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Evan Mock Says the Next-Gen ‘Gossip Girl’ Is “Blunt” and “Woke”

Evan Mock may be one of the world’s most sought-after male models, landing campaigns with Calvin Klein and shows for Louis Vuitton, but the Oahu-born skater and surfer was still navigating sports endorsements when he stumbled into a very 21st-century industry meet-cute: At a North Shore kickback in 2019, contemporary artist Tom Sachs clocked Mock’s pink hair and asked him to say hi to his friend in a skate video. The friend turned out to be Frank Ocean, and the video went viral. Now the 23-year-old has traveled with Travis Scott on tour, and not only does he have his own clothing brand, Sorry in Advance, he worked with Justin Bieber on a line too. Later this year, Mock makes his acting debut in the Gossip Girl reboot on HBO Max—good morning Upper East Siders indeed.

Shirt by Fendi; pants and sneakers by CELINE HOMME by Hedi Slimane; necklace (white

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Here’s What It Takes For Fashion Brands To Be Sustainable. Can The Industry Be Saved?

This story was originally published on September 25, 2020.

By now, the fashion industry’s harmful effects on the environment are well-known. With natural resources being used faster than they can be renewed, and more clothing produced by brands (and thrown out by consumers) than ever before, the environmental impact of the industry, as it currently operates, is catastrophic. “In the U.S., 11 million tons of textiles go into landfills every year,” says Kristy Caylor, CEO and co-founder of For Days, a zero-waste, organic line of basics. “When these clothes decompose, they release methane which is more harmful than CO2.”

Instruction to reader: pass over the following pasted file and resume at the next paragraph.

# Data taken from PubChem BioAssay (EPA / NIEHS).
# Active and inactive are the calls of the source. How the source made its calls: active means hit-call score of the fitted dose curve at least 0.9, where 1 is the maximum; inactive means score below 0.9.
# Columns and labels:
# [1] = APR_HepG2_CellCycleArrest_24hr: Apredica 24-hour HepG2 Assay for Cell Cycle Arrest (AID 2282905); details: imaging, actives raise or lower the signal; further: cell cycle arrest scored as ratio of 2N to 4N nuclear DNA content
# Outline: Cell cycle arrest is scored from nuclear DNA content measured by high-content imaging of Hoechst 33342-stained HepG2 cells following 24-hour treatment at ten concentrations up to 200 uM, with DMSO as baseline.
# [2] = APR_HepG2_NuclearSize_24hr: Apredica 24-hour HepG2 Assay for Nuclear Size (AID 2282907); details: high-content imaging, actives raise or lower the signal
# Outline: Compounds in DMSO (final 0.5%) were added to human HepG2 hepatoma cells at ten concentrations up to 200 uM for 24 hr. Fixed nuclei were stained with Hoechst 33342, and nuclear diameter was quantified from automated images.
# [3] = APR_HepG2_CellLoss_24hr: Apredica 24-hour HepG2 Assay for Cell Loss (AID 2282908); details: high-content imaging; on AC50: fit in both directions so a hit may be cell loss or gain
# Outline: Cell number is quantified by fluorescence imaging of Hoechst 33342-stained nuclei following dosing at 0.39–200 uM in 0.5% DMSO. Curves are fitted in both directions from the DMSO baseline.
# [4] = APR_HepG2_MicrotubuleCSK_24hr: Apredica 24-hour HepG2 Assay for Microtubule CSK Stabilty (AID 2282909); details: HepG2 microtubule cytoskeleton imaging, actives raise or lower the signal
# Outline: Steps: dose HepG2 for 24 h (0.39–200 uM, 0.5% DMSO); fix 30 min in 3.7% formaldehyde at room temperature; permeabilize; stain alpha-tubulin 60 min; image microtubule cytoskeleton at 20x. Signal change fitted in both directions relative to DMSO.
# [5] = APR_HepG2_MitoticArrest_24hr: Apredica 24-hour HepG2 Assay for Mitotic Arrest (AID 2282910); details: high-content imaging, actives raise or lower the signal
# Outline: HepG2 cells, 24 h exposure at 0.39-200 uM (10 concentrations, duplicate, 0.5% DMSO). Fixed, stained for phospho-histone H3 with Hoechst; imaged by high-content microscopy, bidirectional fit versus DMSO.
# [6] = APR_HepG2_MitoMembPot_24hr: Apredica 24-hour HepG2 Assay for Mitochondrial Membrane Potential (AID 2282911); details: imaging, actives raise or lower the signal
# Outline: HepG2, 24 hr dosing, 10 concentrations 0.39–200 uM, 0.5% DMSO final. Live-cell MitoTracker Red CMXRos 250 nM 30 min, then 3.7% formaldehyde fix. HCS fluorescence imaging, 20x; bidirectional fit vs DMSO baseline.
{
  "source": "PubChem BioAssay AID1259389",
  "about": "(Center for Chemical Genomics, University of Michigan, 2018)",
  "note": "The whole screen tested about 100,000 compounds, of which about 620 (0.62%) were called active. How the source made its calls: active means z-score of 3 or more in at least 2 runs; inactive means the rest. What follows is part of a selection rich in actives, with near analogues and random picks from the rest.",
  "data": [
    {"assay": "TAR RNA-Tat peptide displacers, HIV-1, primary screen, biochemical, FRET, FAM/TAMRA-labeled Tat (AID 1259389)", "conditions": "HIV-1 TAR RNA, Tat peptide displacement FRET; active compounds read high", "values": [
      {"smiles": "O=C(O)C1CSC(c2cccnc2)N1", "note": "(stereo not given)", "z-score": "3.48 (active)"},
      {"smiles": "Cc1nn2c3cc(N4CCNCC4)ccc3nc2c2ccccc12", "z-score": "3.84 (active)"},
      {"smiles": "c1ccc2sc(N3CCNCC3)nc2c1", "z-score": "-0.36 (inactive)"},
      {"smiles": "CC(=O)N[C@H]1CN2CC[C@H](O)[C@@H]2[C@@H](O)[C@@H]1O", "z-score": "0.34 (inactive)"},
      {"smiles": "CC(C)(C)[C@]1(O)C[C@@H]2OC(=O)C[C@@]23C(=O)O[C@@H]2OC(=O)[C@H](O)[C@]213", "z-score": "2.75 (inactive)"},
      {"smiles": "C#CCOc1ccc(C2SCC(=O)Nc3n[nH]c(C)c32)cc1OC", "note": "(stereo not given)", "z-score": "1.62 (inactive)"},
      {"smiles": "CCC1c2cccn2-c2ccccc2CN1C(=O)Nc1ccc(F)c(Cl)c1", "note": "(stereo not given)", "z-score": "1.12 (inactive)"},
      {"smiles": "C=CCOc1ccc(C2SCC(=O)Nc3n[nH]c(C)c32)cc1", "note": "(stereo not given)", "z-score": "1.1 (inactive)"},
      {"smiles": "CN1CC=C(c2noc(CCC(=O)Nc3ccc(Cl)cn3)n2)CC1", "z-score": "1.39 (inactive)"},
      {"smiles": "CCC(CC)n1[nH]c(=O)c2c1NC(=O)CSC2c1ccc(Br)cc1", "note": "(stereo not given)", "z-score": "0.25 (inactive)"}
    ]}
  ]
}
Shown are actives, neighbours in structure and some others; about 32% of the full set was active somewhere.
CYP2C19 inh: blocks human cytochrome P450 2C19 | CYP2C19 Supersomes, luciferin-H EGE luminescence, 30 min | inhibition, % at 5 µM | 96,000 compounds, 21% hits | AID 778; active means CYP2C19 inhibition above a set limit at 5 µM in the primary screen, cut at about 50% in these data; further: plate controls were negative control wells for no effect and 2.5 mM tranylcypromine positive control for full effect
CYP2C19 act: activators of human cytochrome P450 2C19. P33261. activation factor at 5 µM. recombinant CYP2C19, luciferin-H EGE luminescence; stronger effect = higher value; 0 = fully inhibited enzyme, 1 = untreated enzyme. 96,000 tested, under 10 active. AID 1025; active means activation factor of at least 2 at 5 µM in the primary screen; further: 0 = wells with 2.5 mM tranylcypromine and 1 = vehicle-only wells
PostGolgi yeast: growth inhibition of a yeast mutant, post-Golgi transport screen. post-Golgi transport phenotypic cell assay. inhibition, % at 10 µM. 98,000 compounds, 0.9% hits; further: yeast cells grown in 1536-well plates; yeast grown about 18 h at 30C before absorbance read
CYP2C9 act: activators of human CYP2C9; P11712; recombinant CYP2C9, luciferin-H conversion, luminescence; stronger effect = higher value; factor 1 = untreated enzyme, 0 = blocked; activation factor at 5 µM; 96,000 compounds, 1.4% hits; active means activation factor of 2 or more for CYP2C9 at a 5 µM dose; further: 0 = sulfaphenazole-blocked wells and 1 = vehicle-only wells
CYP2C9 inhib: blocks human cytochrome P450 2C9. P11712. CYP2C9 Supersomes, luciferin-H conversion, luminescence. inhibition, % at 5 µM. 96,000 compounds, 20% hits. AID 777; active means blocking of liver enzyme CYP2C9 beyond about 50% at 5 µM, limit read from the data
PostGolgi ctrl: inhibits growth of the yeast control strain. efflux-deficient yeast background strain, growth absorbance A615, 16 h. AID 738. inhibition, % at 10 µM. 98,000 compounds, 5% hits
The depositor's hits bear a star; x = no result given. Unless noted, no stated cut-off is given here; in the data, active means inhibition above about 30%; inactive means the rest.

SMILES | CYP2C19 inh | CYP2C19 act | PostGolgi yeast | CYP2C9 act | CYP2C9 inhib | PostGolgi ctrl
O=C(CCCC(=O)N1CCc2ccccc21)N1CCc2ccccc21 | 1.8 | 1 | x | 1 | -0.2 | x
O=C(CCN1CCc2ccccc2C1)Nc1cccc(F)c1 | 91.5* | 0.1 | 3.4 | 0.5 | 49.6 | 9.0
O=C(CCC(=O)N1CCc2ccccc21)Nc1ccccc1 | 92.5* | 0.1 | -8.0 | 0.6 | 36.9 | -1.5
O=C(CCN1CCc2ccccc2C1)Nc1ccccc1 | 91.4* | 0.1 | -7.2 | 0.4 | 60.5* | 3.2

With this in mind, many fashion brands have been reconsidering their practices over the last few years. In 2015, Mara Hoffman, the founder of the eponymous fashion brand, made a turn for the sustainable. “The switch was prompted by discomfort. When I started to learn about the fashion industry’s

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‘Fighting for Space’: Author Amy Shira Teitel talks the history of women in spaceflight

You may have heard of the “Mercury 13,” but what really happened with the women who wanted to be the first female astronauts? 

In her new book, “Fighting for Space: Two Pilots and Their Historic Battle for Female Spaceflight” (Grand Central Publishing, 2021), author and spaceflight historian Amy Shira Teitel delivers a dual biography that peels back decades of history to reveal the true stories of Jerrie Cobb and Jacqueline “Jackie” Cochran, two women who fought to become America’s first female astronauts. 

Cochran was a record-setting pilot who was the first woman to break the sound barrier who was close friends with Amelia Earhart and even ran her own cosmetics company; Cobb, meanwhile, was 25 years younger, also setting records as a pilot and taking astronaut medical tests. 

Related: The Mercury 13: The women who could have been NASA’s first female astronauts

Editors Choice

Fighting